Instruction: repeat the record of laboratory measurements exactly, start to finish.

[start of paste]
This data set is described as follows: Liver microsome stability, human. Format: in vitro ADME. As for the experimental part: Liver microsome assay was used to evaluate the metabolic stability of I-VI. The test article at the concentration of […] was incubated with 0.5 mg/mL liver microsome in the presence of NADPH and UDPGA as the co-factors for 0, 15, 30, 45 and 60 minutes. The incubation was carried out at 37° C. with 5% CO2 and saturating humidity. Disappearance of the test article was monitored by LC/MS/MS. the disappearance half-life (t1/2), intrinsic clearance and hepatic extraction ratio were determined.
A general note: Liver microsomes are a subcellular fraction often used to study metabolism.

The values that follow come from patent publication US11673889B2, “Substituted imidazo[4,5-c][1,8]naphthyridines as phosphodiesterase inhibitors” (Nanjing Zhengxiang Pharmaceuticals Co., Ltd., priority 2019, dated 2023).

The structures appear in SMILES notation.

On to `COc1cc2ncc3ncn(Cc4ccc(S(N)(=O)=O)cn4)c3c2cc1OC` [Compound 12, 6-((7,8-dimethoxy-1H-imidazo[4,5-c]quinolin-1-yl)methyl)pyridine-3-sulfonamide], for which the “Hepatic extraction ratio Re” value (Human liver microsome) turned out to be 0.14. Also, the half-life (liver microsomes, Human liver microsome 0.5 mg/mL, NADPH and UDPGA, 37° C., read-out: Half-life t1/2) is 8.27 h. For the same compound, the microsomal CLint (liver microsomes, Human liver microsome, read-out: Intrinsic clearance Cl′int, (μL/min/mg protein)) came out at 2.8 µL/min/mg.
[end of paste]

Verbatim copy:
This data set is described as follows: Liver microsome stability, human. Format: in vitro ADME. As for the experimental part: Liver microsome assay was used to evaluate the metabolic stability of I-VI. The test article at the concentration of […] was incubated with 0.5 mg/mL liver microsome in the presence of NADPH and UDPGA as the co-factors for 0, 15, 30, 45 and 60 minutes. The incubation was carried out at 37° C. with 5% CO2 and saturating humidity. Disappearance of the test article was monitored by LC/MS/MS. the disappearance half-life (t1/2), intrinsic clearance and hepatic extraction ratio were determined.
A general note: Liver microsomes are a subcellular fraction often used to study metabolism.

The values that follow come from patent publication US11673889B2, “Substituted imidazo[4,5-c][1,8]naphthyridines as phosphodiesterase inhibitors” (Nanjing Zhengxiang Pharmaceuticals Co., Ltd., priority 2019, dated 2023).

The structures appear in SMILES notation.

On to `COc1cc2ncc3ncn(Cc4ccc(S(N)(=O)=O)cn4)c3c2cc1OC` [Compound 12, 6-((7,8-dimethoxy-1H-imidazo[4,5-c]quinolin-1-yl)methyl)pyridine-3-sulfonamide], for which the “Hepatic extraction ratio Re” value (Human liver microsome) turned out to be 0.14. Also, the half-life (liver microsomes, Human liver microsome 0.5 mg/mL, NADPH and UDPGA, 37° C., read-out: Half-life t1/2) is 8.27 h. For the same compound, the microsomal CLint (liver microsomes, Human liver microsome, read-out: Intrinsic clearance Cl′int, (μL/min/mg protein)) came out at 2.8 µL/min/mg.